Judge blocks auction of Hawaiian princess’ things
By JENNIFER SINCO KELLEHER
The Associated Press
HONOLULU — An auction of a 94-year-old Native Hawaiian heiress’ belongings can’t go forward until a conservator is named to handle her finances, a judge ruled Monday.
Abigail Kawananakoa’s foundation, which has been working to ensure her fortune goes to benefiting Native Hawaiian causes, asked a judge to stop the auction until at least a conservator is named. The auction was scheduled to close next week, while a hearing on her conservator isn’t scheduled until July 21. On Monday, the auction website said it is now scheduled to end on Aug. 2.
Kawananakoa’s wife and others can’t proceed with the auction or sell any of her belongings until there’s a ruling on the foundation’s petition and a permanent conservator is named, Judge R. Mark Browning ruled.
Her $215 million fortune has been tied up in a legal battle since 2017, when her longtime lawyer, Jim Wright, argued a stroke left her impaired. Kawananakoa said she’s fine and fired Wright. She then married her partner of 20 years, Veronica Gail Worth, who later took her last name.
A judge ruled in March that she needs a conservator because she’s unable to manage her property and business affairs. Another judge ruled last month her conservatorship should be unlimited and set a hearing for July 21 to determine who that will be.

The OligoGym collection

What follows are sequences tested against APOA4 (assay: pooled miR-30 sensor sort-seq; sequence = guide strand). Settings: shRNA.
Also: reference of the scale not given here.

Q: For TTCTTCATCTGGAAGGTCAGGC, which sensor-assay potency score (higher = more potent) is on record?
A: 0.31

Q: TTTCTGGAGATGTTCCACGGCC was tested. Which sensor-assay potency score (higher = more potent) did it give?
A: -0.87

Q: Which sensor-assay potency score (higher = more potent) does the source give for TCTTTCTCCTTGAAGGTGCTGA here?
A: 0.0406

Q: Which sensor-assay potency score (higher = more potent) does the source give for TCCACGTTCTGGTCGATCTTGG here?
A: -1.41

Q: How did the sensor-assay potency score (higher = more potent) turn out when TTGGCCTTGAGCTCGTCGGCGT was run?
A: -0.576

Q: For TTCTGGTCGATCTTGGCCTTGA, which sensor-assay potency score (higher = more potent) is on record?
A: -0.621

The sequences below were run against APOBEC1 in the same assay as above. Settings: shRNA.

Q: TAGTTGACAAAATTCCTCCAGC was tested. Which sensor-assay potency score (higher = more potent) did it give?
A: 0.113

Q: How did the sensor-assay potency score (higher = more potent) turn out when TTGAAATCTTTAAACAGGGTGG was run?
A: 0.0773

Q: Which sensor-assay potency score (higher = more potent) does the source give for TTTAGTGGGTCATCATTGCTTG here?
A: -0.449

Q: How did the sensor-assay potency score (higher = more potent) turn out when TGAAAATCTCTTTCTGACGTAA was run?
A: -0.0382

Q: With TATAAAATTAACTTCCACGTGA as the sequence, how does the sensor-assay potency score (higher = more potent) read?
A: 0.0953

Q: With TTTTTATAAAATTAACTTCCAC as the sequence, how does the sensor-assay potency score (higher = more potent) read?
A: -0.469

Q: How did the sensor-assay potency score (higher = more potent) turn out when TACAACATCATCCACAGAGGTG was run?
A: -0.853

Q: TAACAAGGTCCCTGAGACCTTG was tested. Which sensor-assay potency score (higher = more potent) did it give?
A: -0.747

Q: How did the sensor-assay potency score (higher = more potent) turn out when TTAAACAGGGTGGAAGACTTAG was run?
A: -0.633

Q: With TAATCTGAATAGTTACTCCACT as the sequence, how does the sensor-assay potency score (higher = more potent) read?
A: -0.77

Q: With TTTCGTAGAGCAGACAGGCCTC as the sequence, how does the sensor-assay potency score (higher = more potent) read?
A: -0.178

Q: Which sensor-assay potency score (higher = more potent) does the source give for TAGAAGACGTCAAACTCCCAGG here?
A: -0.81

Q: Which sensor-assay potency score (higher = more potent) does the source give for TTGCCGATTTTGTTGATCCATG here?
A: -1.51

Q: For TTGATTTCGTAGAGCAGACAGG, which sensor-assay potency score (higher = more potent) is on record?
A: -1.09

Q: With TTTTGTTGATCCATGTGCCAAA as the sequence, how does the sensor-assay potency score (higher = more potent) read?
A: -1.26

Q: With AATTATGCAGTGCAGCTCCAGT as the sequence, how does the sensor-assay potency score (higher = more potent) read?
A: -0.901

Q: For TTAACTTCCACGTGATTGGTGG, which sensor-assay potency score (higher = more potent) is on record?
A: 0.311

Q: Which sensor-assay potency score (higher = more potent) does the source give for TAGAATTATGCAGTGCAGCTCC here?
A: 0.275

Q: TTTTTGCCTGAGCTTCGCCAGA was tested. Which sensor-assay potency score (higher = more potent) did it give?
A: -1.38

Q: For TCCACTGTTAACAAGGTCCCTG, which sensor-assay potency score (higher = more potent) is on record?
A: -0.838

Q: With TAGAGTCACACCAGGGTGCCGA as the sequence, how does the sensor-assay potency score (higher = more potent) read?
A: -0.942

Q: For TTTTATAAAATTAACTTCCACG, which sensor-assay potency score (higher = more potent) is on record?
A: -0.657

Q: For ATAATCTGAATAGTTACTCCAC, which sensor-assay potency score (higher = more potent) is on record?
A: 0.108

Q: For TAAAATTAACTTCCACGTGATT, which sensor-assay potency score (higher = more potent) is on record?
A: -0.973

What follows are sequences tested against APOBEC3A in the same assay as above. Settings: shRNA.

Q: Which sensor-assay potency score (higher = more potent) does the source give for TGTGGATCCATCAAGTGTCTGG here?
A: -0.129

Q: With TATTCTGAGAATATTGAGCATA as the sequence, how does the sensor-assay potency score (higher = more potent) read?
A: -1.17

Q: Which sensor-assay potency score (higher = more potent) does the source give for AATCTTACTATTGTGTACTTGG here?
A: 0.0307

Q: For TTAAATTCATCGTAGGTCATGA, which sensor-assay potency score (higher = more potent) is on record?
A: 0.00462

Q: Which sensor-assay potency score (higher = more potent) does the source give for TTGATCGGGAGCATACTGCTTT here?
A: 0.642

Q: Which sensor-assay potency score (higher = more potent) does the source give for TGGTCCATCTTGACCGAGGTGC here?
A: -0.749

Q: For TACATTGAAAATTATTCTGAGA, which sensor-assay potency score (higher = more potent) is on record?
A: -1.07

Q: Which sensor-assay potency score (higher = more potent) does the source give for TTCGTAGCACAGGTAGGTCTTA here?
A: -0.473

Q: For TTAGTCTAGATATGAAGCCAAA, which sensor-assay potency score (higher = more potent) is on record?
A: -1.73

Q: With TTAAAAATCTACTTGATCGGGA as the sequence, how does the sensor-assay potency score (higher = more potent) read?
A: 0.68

Some consider Kawanana-koa a princess because she’s related to the family that ruled the islands before the overthrow of the Hawaiian kingdom in 1893.
She inherited her wealth as the great-granddaughter of James Campbell, an Irish businessman who made his fortune as a sugar plantation owner and one of Hawaii’s largest landowners.
“Ms. Abigail and her spouse, Veronica, have no issue with postponing the sale of Ms. Kawananakoa’s personal effects located in her North Shore cottage,” Michael Rudy, an attorney representing Kawanana-koa’s wife, said in a statement on behalf of the couple.
“The Kawananakoa Foundation is grateful that the auction has been stopped for now,” the foundation said in a statement. “We look forward to the appointment of a Conservator who can best determine what should happen to Ms. Kawananakoa’s property, consistent with what is in her best interests.”
Foundation directors said in their petition they are concerned that some of the auction items appear culturally significant.
Kawananakoa “will carefully re-examine the sale items to ensure that no significant cultural or historical items are publicly sold” and plans to donate those items to Iolani Palace, Rudy said.
“Ms. Abigail and Veronica respect this ruling and all other prior rulings in this case,” Rudy said.